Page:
“A cinema studio is a factory for making ghosts. The cinema is a ghost language that has to be learned. It is incredible for a poet to know this.” Jean Cocteau
The set design for Orphée, by Lizzie Clachan, takes inspiration from the film “Testament d’Orphée”, made by Cocteau on 1960, ten years after the filming of “Orphée”. In “Testament”, his last ever film, Cocteau takes various random props from the original film – a table, a chair, a doorway – and sets them up in a large, vacant film studio. The mechanics of film-making; lights, cameras, cables and ladders, are part of the setting. Actors from the film reappear and the act of film making itself is put on trial.
The score of the opera Orphée, like a film, has no breaks or pauses. Each scene moves seamlessly into the next. To reflect this, the set for Orphée is in constant motion, from first upbeat to last note, the furniture for one scene moving without pause into the next. The sheer complexity and mathematics of achieving what aims to be minimal and imperceptible is both extremely demanding and a reflection of the mechanics of Glass’ music, and its demands on the singers and instrumentalists. The primacy of number, to take an expression from Glass himself, is represented by the video mapping floor pattern which enables both the stage mathematics and the projection design – the technical graphics of a film studio.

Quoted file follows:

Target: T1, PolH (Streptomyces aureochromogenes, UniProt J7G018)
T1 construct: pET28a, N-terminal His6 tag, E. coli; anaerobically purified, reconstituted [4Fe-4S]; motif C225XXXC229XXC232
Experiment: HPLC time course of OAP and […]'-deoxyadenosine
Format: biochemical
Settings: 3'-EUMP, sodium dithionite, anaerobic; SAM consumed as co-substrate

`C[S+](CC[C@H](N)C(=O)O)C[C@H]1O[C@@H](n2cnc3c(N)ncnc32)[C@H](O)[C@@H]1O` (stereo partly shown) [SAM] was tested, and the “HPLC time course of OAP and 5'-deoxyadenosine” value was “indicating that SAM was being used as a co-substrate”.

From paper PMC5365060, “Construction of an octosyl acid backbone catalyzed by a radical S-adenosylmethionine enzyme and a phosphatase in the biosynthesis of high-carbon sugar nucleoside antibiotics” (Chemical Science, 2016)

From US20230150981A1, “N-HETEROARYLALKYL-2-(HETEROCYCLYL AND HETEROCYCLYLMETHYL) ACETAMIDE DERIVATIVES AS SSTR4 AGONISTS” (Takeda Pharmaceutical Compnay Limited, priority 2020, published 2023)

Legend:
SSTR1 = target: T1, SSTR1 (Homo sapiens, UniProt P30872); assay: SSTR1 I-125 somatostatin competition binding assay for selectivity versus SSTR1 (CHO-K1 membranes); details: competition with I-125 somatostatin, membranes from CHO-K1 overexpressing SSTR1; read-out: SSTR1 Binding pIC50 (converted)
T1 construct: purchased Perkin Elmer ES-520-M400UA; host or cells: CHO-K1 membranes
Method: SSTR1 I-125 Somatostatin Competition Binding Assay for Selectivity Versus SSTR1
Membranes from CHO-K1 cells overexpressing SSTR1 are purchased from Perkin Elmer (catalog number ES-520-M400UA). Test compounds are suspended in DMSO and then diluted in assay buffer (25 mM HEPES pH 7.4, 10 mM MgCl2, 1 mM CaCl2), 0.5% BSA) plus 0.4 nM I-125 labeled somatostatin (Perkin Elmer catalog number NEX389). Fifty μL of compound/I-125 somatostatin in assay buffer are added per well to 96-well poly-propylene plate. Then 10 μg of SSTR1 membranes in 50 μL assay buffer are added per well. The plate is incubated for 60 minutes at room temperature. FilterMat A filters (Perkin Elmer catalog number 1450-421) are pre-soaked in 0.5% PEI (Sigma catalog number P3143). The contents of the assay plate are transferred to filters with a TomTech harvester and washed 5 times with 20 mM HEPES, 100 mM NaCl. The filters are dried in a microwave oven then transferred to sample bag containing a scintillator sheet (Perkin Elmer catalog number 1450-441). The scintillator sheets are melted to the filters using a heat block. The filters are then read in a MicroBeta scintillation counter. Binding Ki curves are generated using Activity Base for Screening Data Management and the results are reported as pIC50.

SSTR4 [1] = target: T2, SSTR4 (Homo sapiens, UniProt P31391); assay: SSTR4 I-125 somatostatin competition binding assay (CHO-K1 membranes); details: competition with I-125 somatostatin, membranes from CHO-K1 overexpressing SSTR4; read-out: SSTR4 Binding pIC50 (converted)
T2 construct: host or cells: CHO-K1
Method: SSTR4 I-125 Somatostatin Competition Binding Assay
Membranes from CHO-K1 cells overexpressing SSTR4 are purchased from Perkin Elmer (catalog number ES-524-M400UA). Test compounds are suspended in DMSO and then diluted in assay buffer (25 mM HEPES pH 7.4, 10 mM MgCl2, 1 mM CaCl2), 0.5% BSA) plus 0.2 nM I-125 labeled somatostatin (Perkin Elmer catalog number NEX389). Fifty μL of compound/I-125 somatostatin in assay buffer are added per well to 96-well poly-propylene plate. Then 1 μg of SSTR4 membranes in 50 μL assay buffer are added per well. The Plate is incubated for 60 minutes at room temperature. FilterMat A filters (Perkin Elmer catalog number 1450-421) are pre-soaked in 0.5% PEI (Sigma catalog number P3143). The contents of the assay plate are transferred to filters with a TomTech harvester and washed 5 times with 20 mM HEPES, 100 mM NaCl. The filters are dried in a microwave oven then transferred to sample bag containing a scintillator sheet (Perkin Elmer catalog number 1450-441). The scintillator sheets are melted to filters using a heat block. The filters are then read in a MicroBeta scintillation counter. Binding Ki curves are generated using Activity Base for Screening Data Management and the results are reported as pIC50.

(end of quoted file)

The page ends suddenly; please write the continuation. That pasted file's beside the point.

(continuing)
The set plays with ideas of the empty “frame” so beloved by Cocteau, and the rectangles and frame-making of cinema screens. With references to the original play of Orphée by Cocteau and other operas by Glass, the set also reflects on these ideas of a multiple mirror, or self-reference, the endless quotations and duplicates which mark Cocteau’s work.
Sharing a set with four other completely different productions of Orphée adds further intense complexities, and the simplicity and empty space of the set belies the extraordinary logistics and minute allocations of fly bars, stage setting points, wing space and production turnarounds of a shared environment, which has to change one opera to another in two hours. Minimal in intention, intense in preparation and emotional in realisation, it is a mirror to the music of Philip Glass.